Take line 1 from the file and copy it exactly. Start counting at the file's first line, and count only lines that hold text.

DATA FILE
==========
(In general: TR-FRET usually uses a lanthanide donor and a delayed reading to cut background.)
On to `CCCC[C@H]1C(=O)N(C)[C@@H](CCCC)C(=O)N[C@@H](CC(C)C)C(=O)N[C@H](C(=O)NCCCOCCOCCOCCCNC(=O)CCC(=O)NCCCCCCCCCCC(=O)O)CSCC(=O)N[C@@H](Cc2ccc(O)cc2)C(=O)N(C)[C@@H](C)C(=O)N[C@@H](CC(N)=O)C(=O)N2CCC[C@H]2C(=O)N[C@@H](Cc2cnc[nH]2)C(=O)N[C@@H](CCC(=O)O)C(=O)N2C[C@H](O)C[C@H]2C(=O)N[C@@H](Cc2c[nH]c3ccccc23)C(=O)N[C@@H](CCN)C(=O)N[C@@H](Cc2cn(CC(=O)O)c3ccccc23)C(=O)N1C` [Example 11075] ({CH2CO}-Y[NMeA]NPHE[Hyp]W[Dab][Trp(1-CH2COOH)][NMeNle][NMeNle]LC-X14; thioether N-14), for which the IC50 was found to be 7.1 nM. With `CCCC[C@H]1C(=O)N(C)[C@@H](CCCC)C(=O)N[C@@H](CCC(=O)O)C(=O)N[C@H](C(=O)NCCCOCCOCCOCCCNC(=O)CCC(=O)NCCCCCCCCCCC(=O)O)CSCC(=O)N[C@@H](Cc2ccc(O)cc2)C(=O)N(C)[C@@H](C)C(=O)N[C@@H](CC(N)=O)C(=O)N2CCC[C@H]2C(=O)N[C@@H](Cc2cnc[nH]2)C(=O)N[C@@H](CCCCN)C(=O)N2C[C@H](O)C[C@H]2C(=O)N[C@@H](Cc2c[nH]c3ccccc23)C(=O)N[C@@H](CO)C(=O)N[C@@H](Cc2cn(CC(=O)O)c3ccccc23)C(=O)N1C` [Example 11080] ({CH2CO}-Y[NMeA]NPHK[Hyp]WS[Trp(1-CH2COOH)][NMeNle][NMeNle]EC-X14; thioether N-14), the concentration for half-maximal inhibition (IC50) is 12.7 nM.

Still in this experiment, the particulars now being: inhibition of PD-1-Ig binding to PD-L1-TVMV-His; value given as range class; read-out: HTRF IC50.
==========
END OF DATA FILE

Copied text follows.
(In general: TR-FRET usually uses a lanthanide donor and a delayed reading to cut background.)